"* * * Evidence as to these other alleged transactions was tendered to show intent only. The admission of evidence of similar transactions on the issue of fraudulent intent, is based on the inference of such intent in the transaction at issue because of like intent being shown in other similar transactions. Such inference is far from conclusive, and this character of testimony, it has been held, should be admitted by the court with caution. McKay v. Russell, 3 Wn. 378, 28 P. 908, 28 Am.St.Rep. 44. As is well stated in 32 C.J.S. Evidence § 578, page 433, `The courts have realized that the admission of such evidence involves the practical inconvenience of trying collateral issues and protracting the trial, and that it may occasion surprise or other prejudice to litigants, and that it may bewilder and mislead a jury. * * * the admission of evidence of similar acts * * * rests largely in the discretion of the trial court.' Here the charge at issue is, that respondent's conveyance to himself of his client's land was made with intent to defraud. The tendered evidence which concerned similar transactions consisted of a statement that on two other occasions property belonging to petitioner or to a Tivoli company had been deeded to a corporation belonging to respondent. There is no suggestion that respondent admitted fraudulent intent in these other transactions or that there was any stronger proof there than here, that petitioner did not know of, or consent to, such conveyances. Accordingly, if admitted in evidence, the `similar transactions' would have involved the same witnesses, the same evidence, the same question as to credibility between petitioner and respondent and the same ultimate doubt as is involved in the transaction here at issue. It would no more tend to prove petitioner's contention, than that of respondent. Evidence of similar transactions should not be admitted unless clear and convincing. `Evidence of a vague and uncertain character offered for the purpose of proving that the defendants had been guilty of similar offenses should never be admitted under any pretense whatever.' Baxter v. State, 91 Ohio St. 167, 110 N.E. 456, 458."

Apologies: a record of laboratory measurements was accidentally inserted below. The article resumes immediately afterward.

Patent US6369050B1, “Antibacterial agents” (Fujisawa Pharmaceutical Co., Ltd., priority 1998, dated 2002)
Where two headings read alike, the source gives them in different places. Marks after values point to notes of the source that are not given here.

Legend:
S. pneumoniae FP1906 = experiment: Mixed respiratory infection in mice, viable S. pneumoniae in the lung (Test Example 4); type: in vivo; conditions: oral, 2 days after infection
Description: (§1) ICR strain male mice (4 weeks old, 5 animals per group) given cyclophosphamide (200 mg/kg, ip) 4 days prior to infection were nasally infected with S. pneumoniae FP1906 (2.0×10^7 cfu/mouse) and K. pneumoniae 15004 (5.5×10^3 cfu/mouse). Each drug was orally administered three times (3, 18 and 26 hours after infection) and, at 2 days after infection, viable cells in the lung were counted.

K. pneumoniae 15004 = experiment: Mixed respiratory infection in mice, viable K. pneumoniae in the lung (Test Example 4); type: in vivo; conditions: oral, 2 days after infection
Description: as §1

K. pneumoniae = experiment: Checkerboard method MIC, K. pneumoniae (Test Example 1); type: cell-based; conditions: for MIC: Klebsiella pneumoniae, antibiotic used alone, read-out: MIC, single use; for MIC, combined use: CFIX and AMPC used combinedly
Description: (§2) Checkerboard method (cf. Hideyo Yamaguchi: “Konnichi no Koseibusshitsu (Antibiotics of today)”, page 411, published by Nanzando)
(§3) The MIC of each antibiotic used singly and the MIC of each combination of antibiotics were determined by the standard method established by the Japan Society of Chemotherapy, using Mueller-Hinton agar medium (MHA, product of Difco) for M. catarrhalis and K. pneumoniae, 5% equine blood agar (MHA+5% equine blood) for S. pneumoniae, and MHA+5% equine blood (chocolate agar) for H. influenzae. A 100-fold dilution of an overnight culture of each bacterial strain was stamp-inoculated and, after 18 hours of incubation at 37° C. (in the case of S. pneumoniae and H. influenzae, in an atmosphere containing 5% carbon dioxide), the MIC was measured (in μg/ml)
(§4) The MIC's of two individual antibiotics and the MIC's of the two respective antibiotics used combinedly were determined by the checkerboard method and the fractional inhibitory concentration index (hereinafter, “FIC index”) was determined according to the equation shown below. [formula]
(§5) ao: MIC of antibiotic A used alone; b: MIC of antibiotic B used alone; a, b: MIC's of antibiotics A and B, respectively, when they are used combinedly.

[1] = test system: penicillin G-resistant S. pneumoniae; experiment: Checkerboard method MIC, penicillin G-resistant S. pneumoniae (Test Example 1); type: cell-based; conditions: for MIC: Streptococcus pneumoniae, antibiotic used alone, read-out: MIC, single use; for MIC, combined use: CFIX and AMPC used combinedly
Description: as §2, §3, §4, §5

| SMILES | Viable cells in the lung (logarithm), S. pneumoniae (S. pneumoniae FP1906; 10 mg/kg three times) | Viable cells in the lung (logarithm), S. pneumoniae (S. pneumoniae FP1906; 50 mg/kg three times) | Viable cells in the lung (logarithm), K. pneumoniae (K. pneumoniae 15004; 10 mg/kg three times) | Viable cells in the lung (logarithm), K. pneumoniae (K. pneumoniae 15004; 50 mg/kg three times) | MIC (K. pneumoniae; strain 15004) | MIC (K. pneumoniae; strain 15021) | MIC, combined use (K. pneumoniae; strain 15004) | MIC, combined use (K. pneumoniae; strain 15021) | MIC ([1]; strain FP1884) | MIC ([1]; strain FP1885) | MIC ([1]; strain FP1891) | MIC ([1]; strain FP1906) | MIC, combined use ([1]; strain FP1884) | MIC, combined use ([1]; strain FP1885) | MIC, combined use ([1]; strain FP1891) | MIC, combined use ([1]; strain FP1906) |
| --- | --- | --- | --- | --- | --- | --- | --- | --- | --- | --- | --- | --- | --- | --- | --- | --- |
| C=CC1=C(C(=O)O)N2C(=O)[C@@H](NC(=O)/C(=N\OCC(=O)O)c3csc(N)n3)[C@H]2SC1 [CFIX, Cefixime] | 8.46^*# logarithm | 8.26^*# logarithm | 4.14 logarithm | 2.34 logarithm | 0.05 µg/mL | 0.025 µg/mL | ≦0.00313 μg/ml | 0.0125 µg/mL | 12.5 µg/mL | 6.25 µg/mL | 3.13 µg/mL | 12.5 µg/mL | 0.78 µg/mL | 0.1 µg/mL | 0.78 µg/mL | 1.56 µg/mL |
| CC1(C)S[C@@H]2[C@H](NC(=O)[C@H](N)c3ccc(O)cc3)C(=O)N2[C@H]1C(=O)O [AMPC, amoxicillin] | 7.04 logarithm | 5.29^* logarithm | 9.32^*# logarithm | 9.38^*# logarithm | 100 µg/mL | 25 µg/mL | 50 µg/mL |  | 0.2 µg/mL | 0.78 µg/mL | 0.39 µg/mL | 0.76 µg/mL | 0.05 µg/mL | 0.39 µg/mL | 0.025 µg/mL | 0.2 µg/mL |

Plaintiff next contends that the other acts were admissible under the issue of exemplary damages. In order to recover exemplary damages the jury would have first to find actual damages; therefore, since the jury found in favor of defendant for actual damages plaintiff was not prejudiced by exclusion of this evidence. Gomez v. Dykes, 89 Ariz. 171, 359 P.2d 760, 82 A.L.R.2d 1093.
Plaintiff also contends that the court erred in its instructions to the jury. First, the court erred in refusing to give his requested instructions Nos. 1 and 2, which defined assault and battery. Under the facts in the instant case, if Gallagher's acts were unreasonable then they amounted to battery. Battery was defined by the court in its instructions.
The next instructions complained of were instructions Nos. 3 and 4, defining the duty and care required in the supervision of children by school officials. This was covered by the instruction of the court which included an instruction describing the relationship of teacher and pupil as loco parentis. Plaintiff next refers to instructions Nos. 5 and 8. No. 5 defines a servant, and states that a servant "is subject to the other's control or right to control." No. 8 relates to instructions in regard to the school principal, defendant Zehr, and the individual members of the School Board. Neither No. 5, relating to the acts of servant, nor No. 8, relating to the personal liability of the individual members of the School Board, were applicable, since charges against both the principal Zehr and the individual members of the School Board were dismissed. The instructions given by the court were full and complete, and covered all the material issues necessary for a determination as to whether defendant Frank Gallagher's act was reasonable in the circumstances. We have held that it is not error for the court to refuse requested instructions where the contents are substantially covered otherwise. Gibbons v. Williams, 93 Ariz. 116, 378 P.2d 926; and Johnson v. Orcutt, 92 Ariz. 295, 376 P.2d 557.
UDALL, C.J., and STRUCKMEYER, J., concur.